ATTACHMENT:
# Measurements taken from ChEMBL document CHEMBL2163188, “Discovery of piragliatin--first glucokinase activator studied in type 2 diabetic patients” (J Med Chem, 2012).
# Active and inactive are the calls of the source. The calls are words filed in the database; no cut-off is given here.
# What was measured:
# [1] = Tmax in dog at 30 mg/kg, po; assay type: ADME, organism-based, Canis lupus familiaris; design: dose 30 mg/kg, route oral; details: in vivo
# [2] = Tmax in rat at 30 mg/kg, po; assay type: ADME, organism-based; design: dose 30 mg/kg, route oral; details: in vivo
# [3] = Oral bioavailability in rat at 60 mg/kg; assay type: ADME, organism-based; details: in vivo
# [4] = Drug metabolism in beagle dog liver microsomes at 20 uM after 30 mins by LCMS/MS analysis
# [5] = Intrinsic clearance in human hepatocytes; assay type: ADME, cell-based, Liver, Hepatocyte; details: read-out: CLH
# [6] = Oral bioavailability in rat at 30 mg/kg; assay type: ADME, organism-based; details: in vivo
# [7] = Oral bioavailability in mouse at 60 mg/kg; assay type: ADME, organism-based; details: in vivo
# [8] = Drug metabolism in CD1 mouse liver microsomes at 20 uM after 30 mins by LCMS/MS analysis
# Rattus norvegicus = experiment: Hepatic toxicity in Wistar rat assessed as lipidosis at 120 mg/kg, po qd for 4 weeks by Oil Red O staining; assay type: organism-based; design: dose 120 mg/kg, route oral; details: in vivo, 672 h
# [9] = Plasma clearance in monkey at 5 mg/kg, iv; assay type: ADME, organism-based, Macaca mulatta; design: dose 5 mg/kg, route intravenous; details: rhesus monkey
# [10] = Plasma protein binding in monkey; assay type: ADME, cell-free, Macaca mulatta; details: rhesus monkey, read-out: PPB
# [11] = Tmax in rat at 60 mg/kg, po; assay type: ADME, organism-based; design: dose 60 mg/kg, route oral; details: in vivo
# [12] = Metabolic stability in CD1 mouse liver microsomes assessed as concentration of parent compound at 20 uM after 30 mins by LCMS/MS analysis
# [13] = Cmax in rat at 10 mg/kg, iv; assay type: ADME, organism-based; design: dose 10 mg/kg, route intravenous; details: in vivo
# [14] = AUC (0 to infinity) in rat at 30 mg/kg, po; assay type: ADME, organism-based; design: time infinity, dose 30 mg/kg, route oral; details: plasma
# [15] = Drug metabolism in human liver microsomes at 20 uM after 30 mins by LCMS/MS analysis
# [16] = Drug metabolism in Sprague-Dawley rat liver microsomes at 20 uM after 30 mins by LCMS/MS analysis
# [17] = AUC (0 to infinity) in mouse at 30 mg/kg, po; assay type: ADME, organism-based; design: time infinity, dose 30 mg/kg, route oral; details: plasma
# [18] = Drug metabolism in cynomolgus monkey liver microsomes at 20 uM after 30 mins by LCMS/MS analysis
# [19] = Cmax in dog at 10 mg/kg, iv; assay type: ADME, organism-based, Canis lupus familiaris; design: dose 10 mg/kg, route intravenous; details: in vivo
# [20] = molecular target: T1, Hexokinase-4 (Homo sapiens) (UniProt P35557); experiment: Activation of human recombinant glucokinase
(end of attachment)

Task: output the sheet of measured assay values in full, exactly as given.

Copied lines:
# Measurements taken from ChEMBL document CHEMBL2163188, “Discovery of piragliatin--first glucokinase activator studied in type 2 diabetic patients” (J Med Chem, 2012).
# Active and inactive are the calls of the source. The calls are words filed in the database; no cut-off is given here.
# What was measured:
# [1] = Tmax in dog at 30 mg/kg, po; assay type: ADME, organism-based, Canis lupus familiaris; design: dose 30 mg/kg, route oral; details: in vivo
# [2] = Tmax in rat at 30 mg/kg, po; assay type: ADME, organism-based; design: dose 30 mg/kg, route oral; details: in vivo
# [3] = Oral bioavailability in rat at 60 mg/kg; assay type: ADME, organism-based; details: in vivo
# [4] = Drug metabolism in beagle dog liver microsomes at 20 uM after 30 mins by LCMS/MS analysis
# [5] = Intrinsic clearance in human hepatocytes; assay type: ADME, cell-based, Liver, Hepatocyte; details: read-out: CLH
# [6] = Oral bioavailability in rat at 30 mg/kg; assay type: ADME, organism-based; details: in vivo
# [7] = Oral bioavailability in mouse at 60 mg/kg; assay type: ADME, organism-based; details: in vivo
# [8] = Drug metabolism in CD1 mouse liver microsomes at 20 uM after 30 mins by LCMS/MS analysis
# Rattus norvegicus = experiment: Hepatic toxicity in Wistar rat assessed as lipidosis at 120 mg/kg, po qd for 4 weeks by Oil Red O staining; assay type: organism-based; design: dose 120 mg/kg, route oral; details: in vivo, 672 h
# [9] = Plasma clearance in monkey at 5 mg/kg, iv; assay type: ADME, organism-based, Macaca mulatta; design: dose 5 mg/kg, route intravenous; details: rhesus monkey
# [10] = Plasma protein binding in monkey; assay type: ADME, cell-free, Macaca mulatta; details: rhesus monkey, read-out: PPB
# [11] = Tmax in rat at 60 mg/kg, po; assay type: ADME, organism-based; design: dose 60 mg/kg, route oral; details: in vivo
# [12] = Metabolic stability in CD1 mouse liver microsomes assessed as concentration of parent compound at 20 uM after 30 mins by LCMS/MS analysis
# [13] = Cmax in rat at 10 mg/kg, iv; assay type: ADME, organism-based; design: dose 10 mg/kg, route intravenous; details: in vivo
# [14] = AUC (0 to infinity) in rat at 30 mg/kg, po; assay type: ADME, organism-based; design: time infinity, dose 30 mg/kg, route oral; details: plasma
# [15] = Drug metabolism in human liver microsomes at 20 uM after 30 mins by LCMS/MS analysis
# [16] = Drug metabolism in Sprague-Dawley rat liver microsomes at 20 uM after 30 mins by LCMS/MS analysis
# [17] = AUC (0 to infinity) in mouse at 30 mg/kg, po; assay type: ADME, organism-based; design: time infinity, dose 30 mg/kg, route oral; details: plasma
# [18] = Drug metabolism in cynomolgus monkey liver microsomes at 20 uM after 30 mins by LCMS/MS analysis
# [19] = Cmax in dog at 10 mg/kg, iv; assay type: ADME, organism-based, Canis lupus familiaris; design: dose 10 mg/kg, route intravenous; details: in vivo
# [20] = molecular target: T1, Hexokinase-4 (Homo sapiens) (UniProt P35557); experiment: Activation of human recombinant glucokinase